Marshall thinks back to what was the early days of online photo sharing and remembers seeing other people in the process of transitioning. It was something that she couldn't get out of her head. Something joyous and comforting was blooming.

Marshall adds: "What struck me is that they looked happy. The before photos, not so much. It really struck me, and I started to wonder if that would be possible for me. Previously, it was just me looking at these people who were transitioning and I thought that this had nothing to do with me and that I was just a weirdo. But, then, this crack gets into the wall you've built around it all and then you start to wonder: Why you are so interested in this if you are so cis-gender? What's so appealing about this?

"I understood myself to be cis-gender and straight, but I began to think that I might not be quite as cis-gender as other people. I think it's important to stress that I didn't even have the language for any of this. At the time, in my 20s, there were only two 'T-words' – transvestite and transexual. And I knew that I wasn't really either. We didn't talk about trans people back then, we didn't have language for a lot of it, all we had was weirdos and I didn't want to be a weirdo."

And, so, life goes on. Marshall played the role she was assigned and later got married and had children. The career, the holidays, the house, the kitchen, the gadgets, the garden – each another brick in the wall built up to hide a dormant truth.

Marshall reflects: "I think when people are deciding to come out – there is a cost of coming out against the benefits, or maybe it's the cost of coming out against the cost of not coming out. I was actively planning to kill myself and that's a pretty big motivator to change the path that you are on.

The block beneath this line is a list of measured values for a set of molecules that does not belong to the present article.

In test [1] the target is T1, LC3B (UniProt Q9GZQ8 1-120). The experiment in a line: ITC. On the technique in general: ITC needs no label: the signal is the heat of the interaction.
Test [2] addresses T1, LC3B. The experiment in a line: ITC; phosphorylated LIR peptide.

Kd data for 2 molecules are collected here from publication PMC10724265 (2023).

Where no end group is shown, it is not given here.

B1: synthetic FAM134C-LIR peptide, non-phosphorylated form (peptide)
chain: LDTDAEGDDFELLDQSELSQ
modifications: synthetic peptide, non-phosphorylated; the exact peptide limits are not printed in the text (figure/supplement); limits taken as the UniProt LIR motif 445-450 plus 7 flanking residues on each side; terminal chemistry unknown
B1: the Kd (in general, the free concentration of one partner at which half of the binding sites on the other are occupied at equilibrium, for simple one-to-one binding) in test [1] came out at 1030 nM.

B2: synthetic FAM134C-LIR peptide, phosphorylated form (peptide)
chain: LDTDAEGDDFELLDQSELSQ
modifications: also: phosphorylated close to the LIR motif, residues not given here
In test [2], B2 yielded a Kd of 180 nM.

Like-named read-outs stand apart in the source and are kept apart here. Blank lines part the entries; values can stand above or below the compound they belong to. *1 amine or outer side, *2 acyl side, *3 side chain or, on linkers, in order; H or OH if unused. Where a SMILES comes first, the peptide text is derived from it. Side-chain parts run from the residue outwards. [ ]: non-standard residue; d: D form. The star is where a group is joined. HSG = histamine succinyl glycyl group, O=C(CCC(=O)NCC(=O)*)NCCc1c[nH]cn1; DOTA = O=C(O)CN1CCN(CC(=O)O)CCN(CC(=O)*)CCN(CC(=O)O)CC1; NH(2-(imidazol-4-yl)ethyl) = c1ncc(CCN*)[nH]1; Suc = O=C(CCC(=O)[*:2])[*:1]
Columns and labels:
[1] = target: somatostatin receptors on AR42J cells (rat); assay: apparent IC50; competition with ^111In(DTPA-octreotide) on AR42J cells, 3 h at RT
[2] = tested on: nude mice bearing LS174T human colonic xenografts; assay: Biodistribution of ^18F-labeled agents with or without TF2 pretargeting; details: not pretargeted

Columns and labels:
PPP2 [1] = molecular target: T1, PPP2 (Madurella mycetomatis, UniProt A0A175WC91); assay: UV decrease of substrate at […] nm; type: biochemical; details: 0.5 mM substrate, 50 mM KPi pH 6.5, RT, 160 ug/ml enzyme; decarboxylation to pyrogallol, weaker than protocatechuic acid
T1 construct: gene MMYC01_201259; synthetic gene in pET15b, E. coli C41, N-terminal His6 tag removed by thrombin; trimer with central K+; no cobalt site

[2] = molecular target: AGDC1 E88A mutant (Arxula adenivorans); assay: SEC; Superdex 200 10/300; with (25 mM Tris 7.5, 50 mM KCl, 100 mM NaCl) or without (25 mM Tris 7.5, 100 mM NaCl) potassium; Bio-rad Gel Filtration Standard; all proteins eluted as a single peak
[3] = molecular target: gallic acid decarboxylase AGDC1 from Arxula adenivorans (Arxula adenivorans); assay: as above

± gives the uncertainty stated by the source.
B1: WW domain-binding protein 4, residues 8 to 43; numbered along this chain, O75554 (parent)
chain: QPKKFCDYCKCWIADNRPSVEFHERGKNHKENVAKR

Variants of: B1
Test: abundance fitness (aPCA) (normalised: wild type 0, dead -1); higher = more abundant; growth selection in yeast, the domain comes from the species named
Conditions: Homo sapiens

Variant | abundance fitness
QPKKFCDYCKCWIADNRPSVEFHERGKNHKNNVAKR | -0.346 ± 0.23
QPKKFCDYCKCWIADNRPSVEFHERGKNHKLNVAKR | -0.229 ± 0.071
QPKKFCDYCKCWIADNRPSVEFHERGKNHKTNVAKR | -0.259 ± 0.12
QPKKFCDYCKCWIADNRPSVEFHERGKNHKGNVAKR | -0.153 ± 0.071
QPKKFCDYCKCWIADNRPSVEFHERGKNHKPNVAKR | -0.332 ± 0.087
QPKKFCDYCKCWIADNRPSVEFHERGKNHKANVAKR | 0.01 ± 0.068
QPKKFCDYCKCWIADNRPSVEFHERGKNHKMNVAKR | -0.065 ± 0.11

"To begin with, I was really sad all the time and I didn't know why. In the video game sense, I felt like a non-player character. I felt like someone else had scripted it and that I was just toodling on down the pre-defined paths that had been created for me. I didn't feel like I was driving the bus, for want of a better phrase.

"That disconnect seems to be quite common among trans people – this dissociation where you feel like you are playing a part, rather than being your true self. So, for instance, I didn't date for a very long time because I felt that if people had found out who I really was then that would be the end of it, and I didn't want that heartbreak."

"A few years later," she continues. "I had become a parent and had the perfect suburban life with Jamie Oliver cookbooks, kitchen gadgets and holidays. But I was terribly, terribly sad. I felt I was letting my wife down and letting my kids down. I went to get treatment, which worked very briefly, and then it came back again like a freight train.

"I realised that I was sad as a symptom. And the reason I was sad was that I was trying to hold things together that I could not hold together anymore. I did that cost-benefit thing and came to the conclusion that I did not have a choice anymore. It was scary, particularly that late in life. I had a wife and a job and good family relationships, and you do worry that when you come out you will lose all of that.